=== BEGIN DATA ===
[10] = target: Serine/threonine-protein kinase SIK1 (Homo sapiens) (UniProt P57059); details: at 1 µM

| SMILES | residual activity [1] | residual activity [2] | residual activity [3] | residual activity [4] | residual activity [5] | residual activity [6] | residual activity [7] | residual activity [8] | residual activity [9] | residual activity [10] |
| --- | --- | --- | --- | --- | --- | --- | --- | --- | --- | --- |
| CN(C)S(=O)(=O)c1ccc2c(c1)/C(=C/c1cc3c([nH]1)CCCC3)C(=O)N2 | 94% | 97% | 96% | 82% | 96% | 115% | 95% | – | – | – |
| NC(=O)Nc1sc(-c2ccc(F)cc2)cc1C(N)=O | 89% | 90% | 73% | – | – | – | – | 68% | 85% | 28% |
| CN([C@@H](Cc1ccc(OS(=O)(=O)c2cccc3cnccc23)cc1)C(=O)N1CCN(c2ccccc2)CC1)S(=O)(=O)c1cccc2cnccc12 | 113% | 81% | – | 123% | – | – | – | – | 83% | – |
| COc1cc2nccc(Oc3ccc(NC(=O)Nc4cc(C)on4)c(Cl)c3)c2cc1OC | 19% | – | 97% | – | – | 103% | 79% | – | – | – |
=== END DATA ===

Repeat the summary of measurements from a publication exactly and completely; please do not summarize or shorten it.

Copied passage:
[10] = target: Serine/threonine-protein kinase SIK1 (Homo sapiens) (UniProt P57059); details: at 1 µM

| SMILES | residual activity [1] | residual activity [2] | residual activity [3] | residual activity [4] | residual activity [5] | residual activity [6] | residual activity [7] | residual activity [8] | residual activity [9] | residual activity [10] |
| --- | --- | --- | --- | --- | --- | --- | --- | --- | --- | --- |
| CN(C)S(=O)(=O)c1ccc2c(c1)/C(=C/c1cc3c([nH]1)CCCC3)C(=O)N2 | 94% | 97% | 96% | 82% | 96% | 115% | 95% | – | – | – |
| NC(=O)Nc1sc(-c2ccc(F)cc2)cc1C(N)=O | 89% | 90% | 73% | – | – | – | – | 68% | 85% | 28% |
| CN([C@@H](Cc1ccc(OS(=O)(=O)c2cccc3cnccc23)cc1)C(=O)N1CCN(c2ccccc2)CC1)S(=O)(=O)c1cccc2cnccc12 | 113% | 81% | – | 123% | – | – | – | – | 83% | – |
| COc1cc2nccc(Oc3ccc(NC(=O)Nc4cc(C)on4)c(Cl)c3)c2cc1OC | 19% | – | 97% | – | – | 103% | 79% | – | – | – |